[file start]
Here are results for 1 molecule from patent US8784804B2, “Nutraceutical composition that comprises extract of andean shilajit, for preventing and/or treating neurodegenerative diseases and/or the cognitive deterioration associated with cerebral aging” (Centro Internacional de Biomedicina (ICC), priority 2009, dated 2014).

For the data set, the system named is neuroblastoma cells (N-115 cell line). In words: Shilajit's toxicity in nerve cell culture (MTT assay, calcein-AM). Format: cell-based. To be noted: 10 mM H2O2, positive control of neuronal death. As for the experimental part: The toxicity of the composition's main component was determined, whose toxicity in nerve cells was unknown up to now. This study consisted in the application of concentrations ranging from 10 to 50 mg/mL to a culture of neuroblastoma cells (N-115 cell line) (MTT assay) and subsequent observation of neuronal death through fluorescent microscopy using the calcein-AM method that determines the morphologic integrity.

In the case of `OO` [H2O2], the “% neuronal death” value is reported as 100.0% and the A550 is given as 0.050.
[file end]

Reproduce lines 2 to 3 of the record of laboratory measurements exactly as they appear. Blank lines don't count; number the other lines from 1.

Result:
For the data set, the system named is neuroblastoma cells (N-115 cell line). In words: Shilajit's toxicity in nerve cell culture (MTT assay, calcein-AM). Format: cell-based. To be noted: 10 mM H2O2, positive control of neuronal death. As for the experimental part: The toxicity of the composition's main component was determined, whose toxicity in nerve cells was unknown up to now. This study consisted in the application of concentrations ranging from 10 to 50 mg/mL to a culture of neuroblastoma cells (N-115 cell line) (MTT assay) and subsequent observation of neuronal death through fluorescent microscopy using the calcein-AM method that determines the morphologic integrity.

In the case of `OO` [H2O2], the “% neuronal death” value is reported as 100.0% and the A550 is given as 0.050.